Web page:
Financial statements typically list data in the millions unless otherwise noted. Financial ratios establish the relationship between the revenue and expenses on the income statement to the assets, liabilities, and equity described on the balance sheet. From the balance sheet, the stakeholders can determine a companys liquidity using such measures as current and quick ratios. On the income statement, stakeholders can determine revenue, profits, and margins. During the fiscal year 2015, Wal-Marts balance sheet showed a net income of $16,363 which showed a slight increase from 2014 ($16,022) but did not exceed figures for 2013 ($16,099) and is indicative of the profitability of the company (Wal-Mart Annual Reports, 2015). This figure is calculated by subtracting expenses from total revenues.
One of the ways to translate financial statements into meaningful data is through financial ratios which convert the raw data of line items on the statements into measures that relate the data and present information on performance. Liquidity, solvency, and equity ratios help to present a fuller picture of the financial health of the company, long-term trends, and problem areas. Different stakeholders may value different ratios based on the financial information they deem most desirable.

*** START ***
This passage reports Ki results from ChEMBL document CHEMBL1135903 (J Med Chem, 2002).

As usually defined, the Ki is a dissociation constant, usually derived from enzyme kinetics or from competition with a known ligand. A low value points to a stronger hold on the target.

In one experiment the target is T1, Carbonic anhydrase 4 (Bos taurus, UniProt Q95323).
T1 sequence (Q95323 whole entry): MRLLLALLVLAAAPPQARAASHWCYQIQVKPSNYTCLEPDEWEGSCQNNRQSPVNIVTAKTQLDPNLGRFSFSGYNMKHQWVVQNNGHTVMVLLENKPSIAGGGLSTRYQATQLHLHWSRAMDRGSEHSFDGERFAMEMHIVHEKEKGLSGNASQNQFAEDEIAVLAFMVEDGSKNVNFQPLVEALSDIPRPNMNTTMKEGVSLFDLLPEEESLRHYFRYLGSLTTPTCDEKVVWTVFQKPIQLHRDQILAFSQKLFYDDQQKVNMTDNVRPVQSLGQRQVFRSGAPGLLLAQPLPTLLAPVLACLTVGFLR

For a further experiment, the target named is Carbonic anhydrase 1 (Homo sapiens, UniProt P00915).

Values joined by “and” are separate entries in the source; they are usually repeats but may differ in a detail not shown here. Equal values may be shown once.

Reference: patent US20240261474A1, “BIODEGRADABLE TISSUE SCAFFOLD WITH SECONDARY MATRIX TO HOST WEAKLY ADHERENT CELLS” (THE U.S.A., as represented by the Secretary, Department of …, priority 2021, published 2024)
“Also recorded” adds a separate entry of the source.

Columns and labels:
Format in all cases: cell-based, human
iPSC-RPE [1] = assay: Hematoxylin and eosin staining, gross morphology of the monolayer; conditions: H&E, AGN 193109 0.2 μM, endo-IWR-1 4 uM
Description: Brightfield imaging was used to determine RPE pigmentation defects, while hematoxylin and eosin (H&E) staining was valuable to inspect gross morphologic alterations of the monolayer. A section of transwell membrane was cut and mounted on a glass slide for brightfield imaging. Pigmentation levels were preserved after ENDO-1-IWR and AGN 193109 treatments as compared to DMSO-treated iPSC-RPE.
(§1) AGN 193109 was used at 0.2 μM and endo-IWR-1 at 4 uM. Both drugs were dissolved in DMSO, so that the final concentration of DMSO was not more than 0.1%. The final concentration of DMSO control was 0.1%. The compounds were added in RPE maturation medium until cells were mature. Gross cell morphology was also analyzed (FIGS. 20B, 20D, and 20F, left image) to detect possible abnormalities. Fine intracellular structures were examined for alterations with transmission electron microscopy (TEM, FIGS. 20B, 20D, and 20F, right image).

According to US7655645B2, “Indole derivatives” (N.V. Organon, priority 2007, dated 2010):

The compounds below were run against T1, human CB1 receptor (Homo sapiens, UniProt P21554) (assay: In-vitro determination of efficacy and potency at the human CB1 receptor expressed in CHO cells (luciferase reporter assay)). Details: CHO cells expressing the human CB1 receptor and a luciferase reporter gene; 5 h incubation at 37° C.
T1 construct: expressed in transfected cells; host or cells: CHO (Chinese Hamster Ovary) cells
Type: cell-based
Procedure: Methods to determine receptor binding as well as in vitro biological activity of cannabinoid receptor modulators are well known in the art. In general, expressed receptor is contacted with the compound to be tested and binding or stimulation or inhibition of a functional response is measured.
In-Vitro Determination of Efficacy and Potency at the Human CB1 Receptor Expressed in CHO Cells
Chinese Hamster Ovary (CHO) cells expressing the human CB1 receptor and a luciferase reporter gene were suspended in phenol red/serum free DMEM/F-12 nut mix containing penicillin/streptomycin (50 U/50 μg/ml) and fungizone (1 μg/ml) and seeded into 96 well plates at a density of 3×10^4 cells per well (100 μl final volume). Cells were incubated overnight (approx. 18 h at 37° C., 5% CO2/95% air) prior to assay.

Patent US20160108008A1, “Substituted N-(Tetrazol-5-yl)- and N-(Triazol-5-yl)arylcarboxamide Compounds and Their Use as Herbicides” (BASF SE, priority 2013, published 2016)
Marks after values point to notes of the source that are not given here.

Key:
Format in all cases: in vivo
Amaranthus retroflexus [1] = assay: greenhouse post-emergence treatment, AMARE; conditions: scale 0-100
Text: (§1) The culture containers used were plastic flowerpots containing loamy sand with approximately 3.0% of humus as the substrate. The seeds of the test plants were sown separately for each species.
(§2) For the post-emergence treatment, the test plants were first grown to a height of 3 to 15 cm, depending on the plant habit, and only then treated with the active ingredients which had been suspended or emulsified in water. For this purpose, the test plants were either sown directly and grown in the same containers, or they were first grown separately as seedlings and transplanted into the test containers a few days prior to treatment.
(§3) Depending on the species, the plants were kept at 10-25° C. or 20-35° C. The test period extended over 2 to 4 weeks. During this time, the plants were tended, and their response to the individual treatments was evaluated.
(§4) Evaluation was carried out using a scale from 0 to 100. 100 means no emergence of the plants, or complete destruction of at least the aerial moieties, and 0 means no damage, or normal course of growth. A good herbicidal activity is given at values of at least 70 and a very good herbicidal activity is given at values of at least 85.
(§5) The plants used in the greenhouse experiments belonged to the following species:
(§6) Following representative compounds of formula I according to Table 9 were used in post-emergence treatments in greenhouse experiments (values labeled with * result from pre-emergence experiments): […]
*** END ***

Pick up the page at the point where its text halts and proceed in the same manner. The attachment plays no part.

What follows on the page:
The current ratio is a solvency ratio, measuring liquidity and efficiency by demonstrating the companys ability to pay off short-term liabilities, or those debts owed within the next year, by utilizing their current assets. GAAP require current and long-term liabilities to be entered separately on the balance sheet. Since the ratio measures current debt in terms of current assets, it is often expressed in the number of times a company can cover its obligations. For example, a current ratio of 4 means a company can cover its current obligations 4 times through its current assets. Typically, a higher current ratio is better because a company that has to used fixed assets to cover debt probably isnt making enough from its operations.
With the inventory turnover ratio, stakeholders can determine how well inventory is managed compared to the cost of goods sold. If inventory cannot be sold, it is worthless to the company. Creditors are often interested in this ratio because inventory is used as collateral.
With this liquidity ratio, the number of times receivables are turned over during the period is measured. In order to calculate average receivables, the amount of receivables at the beginning and end of the period are added and divided by 2. Typically, this ratio is compared to the industry standard, with a higher ratio indicating the company collects more efficiently.